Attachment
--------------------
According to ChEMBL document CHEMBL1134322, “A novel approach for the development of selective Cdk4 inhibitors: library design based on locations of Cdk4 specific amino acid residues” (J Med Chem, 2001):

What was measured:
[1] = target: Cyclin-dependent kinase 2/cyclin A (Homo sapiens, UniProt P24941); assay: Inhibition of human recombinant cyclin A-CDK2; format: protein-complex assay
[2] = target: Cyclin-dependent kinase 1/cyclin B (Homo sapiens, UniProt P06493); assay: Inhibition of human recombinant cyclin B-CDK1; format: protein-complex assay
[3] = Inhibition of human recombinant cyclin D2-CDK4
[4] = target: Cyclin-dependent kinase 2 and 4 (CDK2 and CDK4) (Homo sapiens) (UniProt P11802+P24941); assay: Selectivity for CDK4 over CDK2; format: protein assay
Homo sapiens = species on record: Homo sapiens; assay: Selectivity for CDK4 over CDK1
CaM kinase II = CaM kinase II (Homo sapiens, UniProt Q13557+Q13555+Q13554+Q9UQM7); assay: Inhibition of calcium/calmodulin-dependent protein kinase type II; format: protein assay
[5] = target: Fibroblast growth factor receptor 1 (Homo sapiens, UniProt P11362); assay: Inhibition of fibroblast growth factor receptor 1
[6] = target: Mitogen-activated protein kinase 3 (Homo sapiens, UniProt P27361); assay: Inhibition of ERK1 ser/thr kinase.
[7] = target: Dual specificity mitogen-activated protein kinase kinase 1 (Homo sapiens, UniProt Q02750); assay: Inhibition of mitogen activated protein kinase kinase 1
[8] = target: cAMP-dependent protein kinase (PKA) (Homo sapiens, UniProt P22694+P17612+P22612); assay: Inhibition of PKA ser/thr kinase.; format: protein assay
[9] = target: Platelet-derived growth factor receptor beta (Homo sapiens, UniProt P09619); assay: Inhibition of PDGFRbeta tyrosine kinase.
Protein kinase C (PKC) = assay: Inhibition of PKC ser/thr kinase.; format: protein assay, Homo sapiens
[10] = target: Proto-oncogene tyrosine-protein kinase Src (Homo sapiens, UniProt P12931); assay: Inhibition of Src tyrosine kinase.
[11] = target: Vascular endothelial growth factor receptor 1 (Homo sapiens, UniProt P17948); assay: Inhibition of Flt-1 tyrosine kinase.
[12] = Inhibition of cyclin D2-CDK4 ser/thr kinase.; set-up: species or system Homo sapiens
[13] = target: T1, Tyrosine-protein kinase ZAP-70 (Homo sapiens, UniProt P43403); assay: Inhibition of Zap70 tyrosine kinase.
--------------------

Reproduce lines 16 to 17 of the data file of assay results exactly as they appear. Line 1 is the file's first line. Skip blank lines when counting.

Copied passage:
[11] = target: Vascular endothelial growth factor receptor 1 (Homo sapiens, UniProt P17948); assay: Inhibition of Flt-1 tyrosine kinase.
[12] = Inhibition of cyclin D2-CDK4 ser/thr kinase.; set-up: species or system Homo sapiens